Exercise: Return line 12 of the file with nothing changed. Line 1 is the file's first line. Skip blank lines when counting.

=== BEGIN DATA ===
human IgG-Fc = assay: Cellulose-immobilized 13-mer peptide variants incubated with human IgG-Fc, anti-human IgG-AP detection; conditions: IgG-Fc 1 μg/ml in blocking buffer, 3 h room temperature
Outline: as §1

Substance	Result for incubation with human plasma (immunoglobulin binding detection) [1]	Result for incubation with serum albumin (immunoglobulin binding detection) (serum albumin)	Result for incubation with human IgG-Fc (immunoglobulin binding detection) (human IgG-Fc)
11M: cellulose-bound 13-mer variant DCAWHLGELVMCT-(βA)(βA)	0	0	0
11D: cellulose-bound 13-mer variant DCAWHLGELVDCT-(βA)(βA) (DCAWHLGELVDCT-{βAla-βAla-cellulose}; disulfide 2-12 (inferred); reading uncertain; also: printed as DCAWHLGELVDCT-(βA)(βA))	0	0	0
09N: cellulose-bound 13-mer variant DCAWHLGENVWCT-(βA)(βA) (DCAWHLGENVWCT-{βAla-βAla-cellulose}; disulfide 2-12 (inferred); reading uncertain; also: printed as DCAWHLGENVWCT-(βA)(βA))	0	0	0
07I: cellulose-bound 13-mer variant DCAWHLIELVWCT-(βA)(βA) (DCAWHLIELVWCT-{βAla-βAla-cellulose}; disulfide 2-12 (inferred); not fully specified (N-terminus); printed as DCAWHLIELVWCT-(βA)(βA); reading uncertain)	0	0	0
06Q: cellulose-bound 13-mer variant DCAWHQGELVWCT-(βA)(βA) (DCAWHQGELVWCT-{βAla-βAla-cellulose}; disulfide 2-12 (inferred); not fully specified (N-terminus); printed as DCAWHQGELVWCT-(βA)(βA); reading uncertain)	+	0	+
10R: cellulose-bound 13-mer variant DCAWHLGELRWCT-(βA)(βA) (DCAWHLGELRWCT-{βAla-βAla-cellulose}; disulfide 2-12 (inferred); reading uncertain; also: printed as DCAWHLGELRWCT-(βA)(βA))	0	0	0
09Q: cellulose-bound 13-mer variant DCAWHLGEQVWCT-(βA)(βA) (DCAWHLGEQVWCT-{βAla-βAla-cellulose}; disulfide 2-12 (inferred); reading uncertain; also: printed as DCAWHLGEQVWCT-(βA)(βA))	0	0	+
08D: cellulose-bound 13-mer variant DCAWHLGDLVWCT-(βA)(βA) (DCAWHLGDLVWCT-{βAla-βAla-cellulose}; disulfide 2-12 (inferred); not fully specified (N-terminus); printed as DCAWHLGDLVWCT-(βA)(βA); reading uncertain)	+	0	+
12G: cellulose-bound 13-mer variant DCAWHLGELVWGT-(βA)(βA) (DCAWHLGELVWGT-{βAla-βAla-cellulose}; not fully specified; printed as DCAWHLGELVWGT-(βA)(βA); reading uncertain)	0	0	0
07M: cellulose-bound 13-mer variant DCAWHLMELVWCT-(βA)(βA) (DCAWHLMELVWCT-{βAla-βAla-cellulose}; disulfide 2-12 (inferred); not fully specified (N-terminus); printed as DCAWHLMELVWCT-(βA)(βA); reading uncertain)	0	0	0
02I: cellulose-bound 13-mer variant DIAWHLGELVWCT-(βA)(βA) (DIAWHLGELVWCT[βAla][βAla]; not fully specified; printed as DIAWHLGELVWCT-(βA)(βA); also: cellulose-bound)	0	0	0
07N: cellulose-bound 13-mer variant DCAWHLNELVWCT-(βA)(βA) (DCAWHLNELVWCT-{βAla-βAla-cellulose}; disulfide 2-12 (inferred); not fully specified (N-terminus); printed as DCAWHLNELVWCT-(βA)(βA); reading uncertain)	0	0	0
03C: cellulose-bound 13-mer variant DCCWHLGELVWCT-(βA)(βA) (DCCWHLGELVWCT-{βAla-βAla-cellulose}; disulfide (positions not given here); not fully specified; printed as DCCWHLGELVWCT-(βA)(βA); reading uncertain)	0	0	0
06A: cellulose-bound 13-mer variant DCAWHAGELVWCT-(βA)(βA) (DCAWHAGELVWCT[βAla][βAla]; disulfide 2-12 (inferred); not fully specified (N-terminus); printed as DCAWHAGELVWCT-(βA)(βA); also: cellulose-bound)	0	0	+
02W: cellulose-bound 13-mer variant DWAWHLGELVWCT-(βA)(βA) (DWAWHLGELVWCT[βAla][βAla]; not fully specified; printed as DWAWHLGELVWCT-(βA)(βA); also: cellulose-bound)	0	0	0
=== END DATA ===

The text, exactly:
12G: cellulose-bound 13-mer variant DCAWHLGELVWGT-(βA)(βA) (DCAWHLGELVWGT-{βAla-βAla-cellulose}; not fully specified; printed as DCAWHLGELVWGT-(βA)(βA); reading uncertain)	0	0	0